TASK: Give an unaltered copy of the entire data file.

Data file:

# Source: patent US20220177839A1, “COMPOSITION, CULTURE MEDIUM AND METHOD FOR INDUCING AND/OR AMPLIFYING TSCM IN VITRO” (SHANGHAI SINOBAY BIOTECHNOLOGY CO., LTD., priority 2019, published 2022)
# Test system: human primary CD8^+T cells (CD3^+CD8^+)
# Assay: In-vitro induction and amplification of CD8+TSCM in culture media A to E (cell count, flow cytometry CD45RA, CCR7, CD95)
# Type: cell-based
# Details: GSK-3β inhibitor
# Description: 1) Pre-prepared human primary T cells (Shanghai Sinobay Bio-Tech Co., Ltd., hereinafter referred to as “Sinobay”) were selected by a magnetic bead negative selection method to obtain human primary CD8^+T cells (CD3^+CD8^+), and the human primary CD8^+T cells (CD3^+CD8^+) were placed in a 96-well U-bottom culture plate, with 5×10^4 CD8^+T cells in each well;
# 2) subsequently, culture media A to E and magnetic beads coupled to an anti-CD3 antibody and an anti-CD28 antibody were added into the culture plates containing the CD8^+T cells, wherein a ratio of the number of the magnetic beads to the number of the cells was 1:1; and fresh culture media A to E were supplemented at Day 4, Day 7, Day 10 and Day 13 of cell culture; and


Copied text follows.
# Source: patent US20220177839A1, “COMPOSITION, CULTURE MEDIUM AND METHOD FOR INDUCING AND/OR AMPLIFYING TSCM IN VITRO” (SHANGHAI SINOBAY BIOTECHNOLOGY CO., LTD., priority 2019, published 2022)
# Test system: human primary CD8^+T cells (CD3^+CD8^+)
# Assay: In-vitro induction and amplification of CD8+TSCM in culture media A to E (cell count, flow cytometry CD45RA, CCR7, CD95)
# Type: cell-based
# Details: GSK-3β inhibitor
# Description: 1) Pre-prepared human primary T cells (Shanghai Sinobay Bio-Tech Co., Ltd., hereinafter referred to as “Sinobay”) were selected by a magnetic bead negative selection method to obtain human primary CD8^+T cells (CD3^+CD8^+), and the human primary CD8^+T cells (CD3^+CD8^+) were placed in a 96-well U-bottom culture plate, with 5×10^4 CD8^+T cells in each well;
# 2) subsequently, culture media A to E and magnetic beads coupled to an anti-CD3 antibody and an anti-CD28 antibody were added into the culture plates containing the CD8^+T cells, wherein a ratio of the number of the magnetic beads to the number of the cells was 1:1; and fresh culture media A to E were supplemented at Day 4, Day 7, Day 10 and Day 13 of cell culture; and